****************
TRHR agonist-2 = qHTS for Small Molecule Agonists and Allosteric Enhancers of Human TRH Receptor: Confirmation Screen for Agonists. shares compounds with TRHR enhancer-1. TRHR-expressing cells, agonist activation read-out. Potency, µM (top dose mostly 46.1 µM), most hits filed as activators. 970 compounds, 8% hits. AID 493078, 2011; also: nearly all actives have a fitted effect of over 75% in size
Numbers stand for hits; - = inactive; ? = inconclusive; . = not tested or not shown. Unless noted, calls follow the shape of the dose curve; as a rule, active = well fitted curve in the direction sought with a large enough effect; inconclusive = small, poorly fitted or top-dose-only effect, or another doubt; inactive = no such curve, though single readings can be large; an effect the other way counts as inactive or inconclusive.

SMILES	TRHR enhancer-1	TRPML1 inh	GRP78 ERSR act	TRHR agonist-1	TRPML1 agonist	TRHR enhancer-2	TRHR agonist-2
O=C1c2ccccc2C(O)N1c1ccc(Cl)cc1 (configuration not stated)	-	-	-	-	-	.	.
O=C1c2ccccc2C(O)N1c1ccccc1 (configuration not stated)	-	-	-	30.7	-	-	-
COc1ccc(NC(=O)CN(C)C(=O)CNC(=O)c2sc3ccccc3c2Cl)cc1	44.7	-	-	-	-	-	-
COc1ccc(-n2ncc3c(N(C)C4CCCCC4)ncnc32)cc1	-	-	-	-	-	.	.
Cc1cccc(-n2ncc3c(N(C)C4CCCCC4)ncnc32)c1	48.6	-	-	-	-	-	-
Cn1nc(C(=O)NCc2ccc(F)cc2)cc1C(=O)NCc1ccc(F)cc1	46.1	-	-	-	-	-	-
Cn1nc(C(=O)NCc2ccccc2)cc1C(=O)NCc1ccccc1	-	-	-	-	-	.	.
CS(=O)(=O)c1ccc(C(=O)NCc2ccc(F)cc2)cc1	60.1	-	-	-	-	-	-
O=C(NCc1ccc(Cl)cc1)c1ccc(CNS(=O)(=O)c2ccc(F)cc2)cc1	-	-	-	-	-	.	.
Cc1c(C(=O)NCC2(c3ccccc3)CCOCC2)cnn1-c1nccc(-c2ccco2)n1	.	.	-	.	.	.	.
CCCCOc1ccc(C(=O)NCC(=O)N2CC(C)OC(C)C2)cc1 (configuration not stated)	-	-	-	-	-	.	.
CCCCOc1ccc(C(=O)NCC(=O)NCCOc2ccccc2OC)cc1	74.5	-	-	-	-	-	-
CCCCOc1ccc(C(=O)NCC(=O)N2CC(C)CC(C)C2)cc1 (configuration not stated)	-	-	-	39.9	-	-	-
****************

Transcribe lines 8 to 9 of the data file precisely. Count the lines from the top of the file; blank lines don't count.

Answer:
Cc1cccc(-n2ncc3c(N(C)C4CCCCC4)ncnc32)c1	48.6	-	-	-	-	-	-
Cn1nc(C(=O)NCc2ccc(F)cc2)cc1C(=O)NCc1ccc(F)cc1	46.1	-	-	-	-	-	-